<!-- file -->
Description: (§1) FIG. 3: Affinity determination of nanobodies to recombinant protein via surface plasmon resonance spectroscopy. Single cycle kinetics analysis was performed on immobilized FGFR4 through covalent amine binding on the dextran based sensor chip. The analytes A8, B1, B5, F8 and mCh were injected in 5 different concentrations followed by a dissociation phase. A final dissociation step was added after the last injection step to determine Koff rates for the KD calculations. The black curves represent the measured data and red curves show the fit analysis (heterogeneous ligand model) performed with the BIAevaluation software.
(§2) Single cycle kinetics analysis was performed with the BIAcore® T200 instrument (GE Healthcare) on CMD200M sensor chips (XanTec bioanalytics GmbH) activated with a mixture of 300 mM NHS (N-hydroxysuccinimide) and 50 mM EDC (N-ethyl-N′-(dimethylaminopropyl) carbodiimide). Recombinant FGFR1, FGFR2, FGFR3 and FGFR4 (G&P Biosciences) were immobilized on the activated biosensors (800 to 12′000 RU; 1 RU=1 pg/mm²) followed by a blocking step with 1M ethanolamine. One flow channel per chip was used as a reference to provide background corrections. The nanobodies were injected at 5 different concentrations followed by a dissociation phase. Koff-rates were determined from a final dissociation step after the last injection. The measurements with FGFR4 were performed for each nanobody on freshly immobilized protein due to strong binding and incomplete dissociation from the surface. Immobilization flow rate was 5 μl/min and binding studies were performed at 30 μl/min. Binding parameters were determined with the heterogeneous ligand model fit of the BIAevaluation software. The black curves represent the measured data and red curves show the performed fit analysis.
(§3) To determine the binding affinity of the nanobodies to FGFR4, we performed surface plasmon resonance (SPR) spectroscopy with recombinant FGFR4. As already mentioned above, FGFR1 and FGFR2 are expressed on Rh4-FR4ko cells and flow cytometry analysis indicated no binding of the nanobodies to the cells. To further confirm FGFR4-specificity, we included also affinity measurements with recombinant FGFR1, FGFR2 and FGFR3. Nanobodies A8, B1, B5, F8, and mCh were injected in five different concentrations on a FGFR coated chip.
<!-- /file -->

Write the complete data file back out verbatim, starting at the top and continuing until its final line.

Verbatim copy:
Description: (§1) FIG. 3: Affinity determination of nanobodies to recombinant protein via surface plasmon resonance spectroscopy. Single cycle kinetics analysis was performed on immobilized FGFR4 through covalent amine binding on the dextran based sensor chip. The analytes A8, B1, B5, F8 and mCh were injected in 5 different concentrations followed by a dissociation phase. A final dissociation step was added after the last injection step to determine Koff rates for the KD calculations. The black curves represent the measured data and red curves show the fit analysis (heterogeneous ligand model) performed with the BIAevaluation software.
(§2) Single cycle kinetics analysis was performed with the BIAcore® T200 instrument (GE Healthcare) on CMD200M sensor chips (XanTec bioanalytics GmbH) activated with a mixture of 300 mM NHS (N-hydroxysuccinimide) and 50 mM EDC (N-ethyl-N′-(dimethylaminopropyl) carbodiimide). Recombinant FGFR1, FGFR2, FGFR3 and FGFR4 (G&P Biosciences) were immobilized on the activated biosensors (800 to 12′000 RU; 1 RU=1 pg/mm²) followed by a blocking step with 1M ethanolamine. One flow channel per chip was used as a reference to provide background corrections. The nanobodies were injected at 5 different concentrations followed by a dissociation phase. Koff-rates were determined from a final dissociation step after the last injection. The measurements with FGFR4 were performed for each nanobody on freshly immobilized protein due to strong binding and incomplete dissociation from the surface. Immobilization flow rate was 5 μl/min and binding studies were performed at 30 μl/min. Binding parameters were determined with the heterogeneous ligand model fit of the BIAevaluation software. The black curves represent the measured data and red curves show the performed fit analysis.
(§3) To determine the binding affinity of the nanobodies to FGFR4, we performed surface plasmon resonance (SPR) spectroscopy with recombinant FGFR4. As already mentioned above, FGFR1 and FGFR2 are expressed on Rh4-FR4ko cells and flow cytometry analysis indicated no binding of the nanobodies to the cells. To further confirm FGFR4-specificity, we included also affinity measurements with recombinant FGFR1, FGFR2 and FGFR3. Nanobodies A8, B1, B5, F8, and mCh were injected in five different concentrations on a FGFR coated chip.